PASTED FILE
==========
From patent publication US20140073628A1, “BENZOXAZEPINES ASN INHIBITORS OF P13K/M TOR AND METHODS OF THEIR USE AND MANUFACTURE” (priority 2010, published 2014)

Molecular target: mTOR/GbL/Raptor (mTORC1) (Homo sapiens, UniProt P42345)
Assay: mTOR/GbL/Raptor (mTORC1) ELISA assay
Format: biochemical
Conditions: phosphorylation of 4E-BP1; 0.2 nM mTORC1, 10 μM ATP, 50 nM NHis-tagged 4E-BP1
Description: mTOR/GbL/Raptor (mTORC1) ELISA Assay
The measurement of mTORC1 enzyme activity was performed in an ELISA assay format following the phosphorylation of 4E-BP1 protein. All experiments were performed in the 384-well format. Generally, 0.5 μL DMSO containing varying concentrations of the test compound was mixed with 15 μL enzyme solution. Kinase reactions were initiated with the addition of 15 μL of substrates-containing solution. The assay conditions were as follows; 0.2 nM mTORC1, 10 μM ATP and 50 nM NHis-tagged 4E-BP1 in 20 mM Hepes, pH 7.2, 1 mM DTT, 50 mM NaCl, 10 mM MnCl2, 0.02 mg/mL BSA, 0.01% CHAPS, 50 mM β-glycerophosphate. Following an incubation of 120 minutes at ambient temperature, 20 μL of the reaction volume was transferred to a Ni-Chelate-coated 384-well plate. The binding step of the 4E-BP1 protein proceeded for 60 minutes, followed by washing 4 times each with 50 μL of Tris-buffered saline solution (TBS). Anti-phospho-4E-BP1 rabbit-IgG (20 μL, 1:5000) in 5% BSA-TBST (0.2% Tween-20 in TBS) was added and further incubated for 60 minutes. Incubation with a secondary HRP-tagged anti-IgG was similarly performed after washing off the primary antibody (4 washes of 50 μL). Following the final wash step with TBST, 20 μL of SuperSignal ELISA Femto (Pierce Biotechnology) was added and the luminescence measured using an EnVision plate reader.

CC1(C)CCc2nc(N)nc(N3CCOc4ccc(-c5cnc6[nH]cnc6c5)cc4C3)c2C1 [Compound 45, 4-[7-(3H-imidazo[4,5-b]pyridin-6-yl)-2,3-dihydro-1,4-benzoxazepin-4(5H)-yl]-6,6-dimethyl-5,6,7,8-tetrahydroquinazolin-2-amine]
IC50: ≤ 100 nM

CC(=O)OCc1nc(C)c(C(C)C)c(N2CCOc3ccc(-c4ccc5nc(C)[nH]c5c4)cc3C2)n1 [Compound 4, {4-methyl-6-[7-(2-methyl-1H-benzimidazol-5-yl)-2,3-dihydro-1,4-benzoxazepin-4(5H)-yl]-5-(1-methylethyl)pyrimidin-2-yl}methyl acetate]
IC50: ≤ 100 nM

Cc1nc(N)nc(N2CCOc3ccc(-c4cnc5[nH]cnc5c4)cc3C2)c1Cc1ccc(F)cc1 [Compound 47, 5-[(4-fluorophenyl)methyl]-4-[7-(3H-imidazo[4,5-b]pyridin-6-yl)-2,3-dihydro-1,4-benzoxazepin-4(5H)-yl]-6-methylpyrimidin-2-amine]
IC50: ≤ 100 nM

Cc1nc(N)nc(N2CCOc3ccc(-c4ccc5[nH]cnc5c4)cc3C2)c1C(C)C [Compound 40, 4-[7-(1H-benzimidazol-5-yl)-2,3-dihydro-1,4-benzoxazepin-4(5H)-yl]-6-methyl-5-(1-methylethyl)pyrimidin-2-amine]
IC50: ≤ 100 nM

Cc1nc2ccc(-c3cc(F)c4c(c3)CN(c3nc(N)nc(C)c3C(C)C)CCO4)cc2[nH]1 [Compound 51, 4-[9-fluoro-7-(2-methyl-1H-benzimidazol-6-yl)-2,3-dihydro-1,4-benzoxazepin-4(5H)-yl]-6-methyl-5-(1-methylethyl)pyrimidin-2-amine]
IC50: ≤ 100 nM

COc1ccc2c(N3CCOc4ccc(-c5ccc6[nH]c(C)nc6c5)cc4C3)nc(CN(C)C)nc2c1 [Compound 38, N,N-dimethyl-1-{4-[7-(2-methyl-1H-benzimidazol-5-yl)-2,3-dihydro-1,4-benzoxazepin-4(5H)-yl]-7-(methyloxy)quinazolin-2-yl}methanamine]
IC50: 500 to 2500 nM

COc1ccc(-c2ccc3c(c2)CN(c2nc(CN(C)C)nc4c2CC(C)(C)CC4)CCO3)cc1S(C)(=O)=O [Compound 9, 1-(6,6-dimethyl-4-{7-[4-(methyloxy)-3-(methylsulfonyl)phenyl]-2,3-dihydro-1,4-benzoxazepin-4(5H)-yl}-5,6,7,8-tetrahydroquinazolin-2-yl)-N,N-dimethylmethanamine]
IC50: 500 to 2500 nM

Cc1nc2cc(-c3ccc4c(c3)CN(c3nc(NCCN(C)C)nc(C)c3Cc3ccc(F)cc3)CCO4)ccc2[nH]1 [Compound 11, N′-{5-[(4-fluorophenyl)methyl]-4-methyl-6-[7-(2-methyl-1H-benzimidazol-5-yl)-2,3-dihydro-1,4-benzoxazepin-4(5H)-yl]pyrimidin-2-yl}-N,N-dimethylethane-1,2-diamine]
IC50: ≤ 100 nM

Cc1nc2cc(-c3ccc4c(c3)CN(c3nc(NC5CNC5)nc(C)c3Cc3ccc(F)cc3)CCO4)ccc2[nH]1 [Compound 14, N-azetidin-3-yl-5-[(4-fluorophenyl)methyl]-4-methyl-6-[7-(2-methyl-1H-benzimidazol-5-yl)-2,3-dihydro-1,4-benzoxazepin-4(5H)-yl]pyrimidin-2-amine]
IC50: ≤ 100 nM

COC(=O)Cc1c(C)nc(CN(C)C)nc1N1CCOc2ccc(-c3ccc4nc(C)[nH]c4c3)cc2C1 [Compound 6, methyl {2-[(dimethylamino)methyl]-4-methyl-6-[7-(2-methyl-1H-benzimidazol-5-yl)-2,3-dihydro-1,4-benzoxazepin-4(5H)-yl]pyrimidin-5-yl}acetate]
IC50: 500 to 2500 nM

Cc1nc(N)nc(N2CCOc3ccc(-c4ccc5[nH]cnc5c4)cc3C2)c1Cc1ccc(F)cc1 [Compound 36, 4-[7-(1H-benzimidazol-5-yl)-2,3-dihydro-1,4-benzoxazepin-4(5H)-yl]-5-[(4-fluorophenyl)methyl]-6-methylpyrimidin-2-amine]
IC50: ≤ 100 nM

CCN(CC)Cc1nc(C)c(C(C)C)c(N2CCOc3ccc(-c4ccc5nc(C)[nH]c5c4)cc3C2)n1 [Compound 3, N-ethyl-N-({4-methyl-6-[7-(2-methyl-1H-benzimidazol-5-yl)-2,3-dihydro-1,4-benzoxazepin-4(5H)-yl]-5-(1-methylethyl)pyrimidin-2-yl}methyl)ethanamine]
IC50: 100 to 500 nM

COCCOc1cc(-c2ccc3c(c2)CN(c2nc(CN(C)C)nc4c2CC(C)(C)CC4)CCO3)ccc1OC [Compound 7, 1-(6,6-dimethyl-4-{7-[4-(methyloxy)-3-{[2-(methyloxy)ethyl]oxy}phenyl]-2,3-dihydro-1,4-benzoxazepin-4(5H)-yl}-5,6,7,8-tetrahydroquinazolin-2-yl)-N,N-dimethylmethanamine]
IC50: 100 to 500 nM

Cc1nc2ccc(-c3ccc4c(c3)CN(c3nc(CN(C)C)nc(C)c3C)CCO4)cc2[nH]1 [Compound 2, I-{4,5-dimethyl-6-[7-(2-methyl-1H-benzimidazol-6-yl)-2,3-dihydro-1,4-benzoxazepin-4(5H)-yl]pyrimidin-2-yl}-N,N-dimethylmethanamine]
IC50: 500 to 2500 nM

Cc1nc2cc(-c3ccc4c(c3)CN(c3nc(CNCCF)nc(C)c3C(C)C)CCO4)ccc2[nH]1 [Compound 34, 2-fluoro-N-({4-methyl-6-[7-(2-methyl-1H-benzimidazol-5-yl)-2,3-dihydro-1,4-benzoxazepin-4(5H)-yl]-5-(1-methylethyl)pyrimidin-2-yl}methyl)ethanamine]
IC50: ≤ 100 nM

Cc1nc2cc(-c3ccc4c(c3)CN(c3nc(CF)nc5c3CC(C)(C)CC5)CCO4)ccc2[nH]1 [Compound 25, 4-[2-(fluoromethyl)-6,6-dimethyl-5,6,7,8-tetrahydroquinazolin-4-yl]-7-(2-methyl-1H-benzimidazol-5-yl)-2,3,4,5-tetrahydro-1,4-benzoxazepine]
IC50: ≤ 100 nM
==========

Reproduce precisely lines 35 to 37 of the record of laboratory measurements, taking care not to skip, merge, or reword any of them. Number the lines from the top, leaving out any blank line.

IC50: 500 to 2500 nM

Cc1nc2cc(-c3ccc4c(c3)CN(c3nc(CNCCF)nc(C)c3C(C)C)CCO4)ccc2[nH]1 [Compound 34, 2-fluoro-N-({4-methyl-6-[7-(2-methyl-1H-benzimidazol-5-yl)-2,3-dihydro-1,4-benzoxazepin-4(5H)-yl]-5-(1-methylethyl)pyrimidin-2-yl}methyl)ethanamine]
IC50: ≤ 100 nM